The groom eventually appeared and I helped him light the Ashton. “Don’t be fooled by the small size,” I told him. "This is one of best cigars on the market.” He nodded pleasantly, took a few puffs, and strolled back into the party with his cigar, clean-living folk be damned. He was the groom, after all, and could do what he pleased.

A few minutes later I asked him how it tasted. “Excellent,” he said, no more description forthcoming. It was his wedding night, after all. The last thing he wanted to do was stand around analyzing the quality of a cigar.

Three hours and much sweating, dancing and beer-drinking later, I was back home and couldn’t wait any longer: I just had to try that other Tres Mystique.

I hoped that having smoked a cigar earlier in the evening wouldn’t spoil it. It didn't.

And what was my impression of this fabled brand? Good. Excellent, in fact. A great 45-minute smoke that looked beautiful, burned perfectly, drew inimitably and tasted fine. The flavor was strong but varied, with no particular dominating overtone, just nice rich, cool heartiness on the dusky, peaty side. Full of nuance and subtlety, but so skillfully blended, it seemed perfect.

Almost too perfect, in fact. Like the time I took my kids to a pro basketball game and was astounded by the grace, speed and fluidity of the players and the way the interacted with each other. It almost looked choreographed. Yet within 15 minutes, the game had taken on a repetitive slickness. These guys were so good that they hardly ever made a mistake, and when they did it was barely noticeable – a squeak of a tennis shoe, a momentary loss of balance, a missed basket that was either tipped in or grabbed without ado by the opposing player for the dance to continue on the other end of the court.

What I’m trying to say in my long-winded way is that the Ashton VSG is so perfect, you have to think hard about what you’re experiencing. There’s no quirk or jolt or uncanny nuance to get your attention. It's an incremental sort of perfection. All you can do is sit there and think: I am smoking a perfect cigar, not much bigger than my thumb, that cost me 12 dollars.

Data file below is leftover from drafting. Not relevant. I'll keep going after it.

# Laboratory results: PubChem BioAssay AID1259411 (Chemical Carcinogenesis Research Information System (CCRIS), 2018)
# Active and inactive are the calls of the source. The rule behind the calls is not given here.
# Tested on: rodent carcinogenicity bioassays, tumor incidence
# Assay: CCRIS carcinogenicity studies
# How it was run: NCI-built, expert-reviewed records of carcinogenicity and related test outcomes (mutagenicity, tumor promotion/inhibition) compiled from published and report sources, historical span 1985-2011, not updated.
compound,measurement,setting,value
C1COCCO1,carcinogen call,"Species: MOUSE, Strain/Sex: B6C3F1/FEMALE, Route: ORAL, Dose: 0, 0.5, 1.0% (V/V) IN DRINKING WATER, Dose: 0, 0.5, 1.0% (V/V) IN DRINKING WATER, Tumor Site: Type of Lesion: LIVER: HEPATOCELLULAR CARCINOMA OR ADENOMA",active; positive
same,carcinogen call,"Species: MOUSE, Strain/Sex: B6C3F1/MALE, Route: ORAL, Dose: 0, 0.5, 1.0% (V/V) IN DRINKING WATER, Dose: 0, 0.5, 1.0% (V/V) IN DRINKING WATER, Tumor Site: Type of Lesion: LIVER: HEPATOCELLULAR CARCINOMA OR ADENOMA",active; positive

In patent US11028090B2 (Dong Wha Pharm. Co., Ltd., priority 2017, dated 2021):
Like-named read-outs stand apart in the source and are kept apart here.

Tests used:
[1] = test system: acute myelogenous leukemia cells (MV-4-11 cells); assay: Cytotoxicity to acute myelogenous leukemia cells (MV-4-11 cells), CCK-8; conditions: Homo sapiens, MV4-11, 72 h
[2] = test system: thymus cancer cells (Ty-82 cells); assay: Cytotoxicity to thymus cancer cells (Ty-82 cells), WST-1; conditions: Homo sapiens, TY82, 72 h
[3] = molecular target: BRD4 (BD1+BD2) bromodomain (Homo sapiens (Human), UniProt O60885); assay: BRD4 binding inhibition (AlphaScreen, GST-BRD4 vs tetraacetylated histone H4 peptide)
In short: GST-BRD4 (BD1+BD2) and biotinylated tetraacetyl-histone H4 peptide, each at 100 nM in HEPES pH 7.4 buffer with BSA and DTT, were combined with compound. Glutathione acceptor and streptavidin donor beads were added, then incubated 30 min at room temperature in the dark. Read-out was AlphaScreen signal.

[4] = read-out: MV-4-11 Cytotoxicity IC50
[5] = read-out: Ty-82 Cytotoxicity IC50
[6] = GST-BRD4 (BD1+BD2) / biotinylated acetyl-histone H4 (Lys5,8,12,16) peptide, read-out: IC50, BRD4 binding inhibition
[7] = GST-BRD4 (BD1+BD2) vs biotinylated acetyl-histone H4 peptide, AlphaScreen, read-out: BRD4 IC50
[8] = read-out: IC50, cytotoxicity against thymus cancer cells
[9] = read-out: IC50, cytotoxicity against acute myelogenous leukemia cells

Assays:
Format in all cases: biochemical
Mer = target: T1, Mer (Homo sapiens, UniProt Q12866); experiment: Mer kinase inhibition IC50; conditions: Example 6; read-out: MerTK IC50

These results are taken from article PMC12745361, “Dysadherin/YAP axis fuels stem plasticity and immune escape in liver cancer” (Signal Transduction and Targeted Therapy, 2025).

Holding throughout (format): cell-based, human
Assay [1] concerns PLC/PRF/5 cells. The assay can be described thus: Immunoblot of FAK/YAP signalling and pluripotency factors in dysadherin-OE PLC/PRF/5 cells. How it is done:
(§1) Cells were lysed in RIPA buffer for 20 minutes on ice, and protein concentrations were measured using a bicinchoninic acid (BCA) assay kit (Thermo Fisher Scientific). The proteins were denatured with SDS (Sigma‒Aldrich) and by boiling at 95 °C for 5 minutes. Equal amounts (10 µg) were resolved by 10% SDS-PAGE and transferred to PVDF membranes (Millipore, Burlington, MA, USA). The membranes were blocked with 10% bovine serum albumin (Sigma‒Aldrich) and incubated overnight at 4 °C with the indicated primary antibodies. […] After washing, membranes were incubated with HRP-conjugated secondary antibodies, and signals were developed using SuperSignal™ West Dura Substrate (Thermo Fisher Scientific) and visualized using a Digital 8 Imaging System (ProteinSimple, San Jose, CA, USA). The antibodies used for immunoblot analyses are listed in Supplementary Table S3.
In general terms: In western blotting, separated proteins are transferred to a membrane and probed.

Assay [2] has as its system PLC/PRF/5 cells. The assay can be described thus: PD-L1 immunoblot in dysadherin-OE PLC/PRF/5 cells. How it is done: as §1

Truth is, I've had 4 dollar smokes that were almost, ALMOST as good. Bottom line: If you’re loaded with dough and you want every single cigar to unfailingly look, draw, taste, and burn great without ever straying the least bit off course, this baby is for you.

But if you’re willing to tolerate the occasional irregularity, there are plenty of other cigars that will get you damned close to the Ashton VSG for a much lower price. Like, for example, a Carlos Torano 1916 Cameroon corona, or even a lowly Padron 6000.

If I was loaded and could afford a perfect cigar every time, I’d stock up on Ashton VSGs. But I’m not, so I won't. And I'm guessing that after the first three or four of them, I wouldn't even notice the perfection anyway, like that choreographed basketball game.

Sunday, August 5, 2007

Too Much, Too Little, Too Late

Early in my cigar smoking days, reading the reviews and ratings, I used to wonder why people made such a big deal out of the DRAW. If the darned cigar tasted good, who cared if the draw was too loose or tight? Well, soon I learned. DRAW is where it all starts, and sometimes ends.

Take the Indian Tabac Super Fuerte Mini Bellicoso, which is a maduro as opposed to the natural-wrapped robustos I've enjoyed so much in the past. A feller at work gave me two of these maduros to sample and, taking one out to the deck last night, my first impression was: Man, this thing is wrapped tight as a rock. If I had bonked someone over the head with it, it would have done some serious damage. But on to the real test, which was lighting and smoking it.

It lit just fine, but that's about where my satisfaction ended. First of all, the DRAW was too tight, and it stayed too tight, and yes, it mattered. For not only did I have to suck on this thing like a straw in a milkshake, the smoke that resulted was nondescript. Heavy, thick and strong, but still nondescript. I kept waiting for the flavor to appear and for the draw to loosen into the telltale sweet spot, but it never happened. At the halfway point, I gave up and lit up something else.

Namely, an odd antique of a cigar named Flor de Farach that another dude at work gave me after cleaning out his basement and finding a box of these in a corner somewhere. This particular specimen was a nice light-colored lonsdale size, but it had lost almost all of its sweet tobacco aroma when I brought it up to my nose. In fact it smelled a little stinky, and this without even having lit it. My hopes were not high for this grandpa.

Leaving the Indian to die in the ashtray, I fired up the Farach, expecting the worst. Fortunately, this cigar was not bad, just mediocre. It had a wonderful DRAW, not too loose, not too tight - but that's about all it had going for it. The smoke was light yet full, with a hint of potato or onion, but not enough to make a difference. Drawing it in and blowing it out was fun, the way a cigar is fun to someone who only smokes maybe once a year and has yet to realize that cigars are not just about biliously offensive clouds of smoke, but also flavor.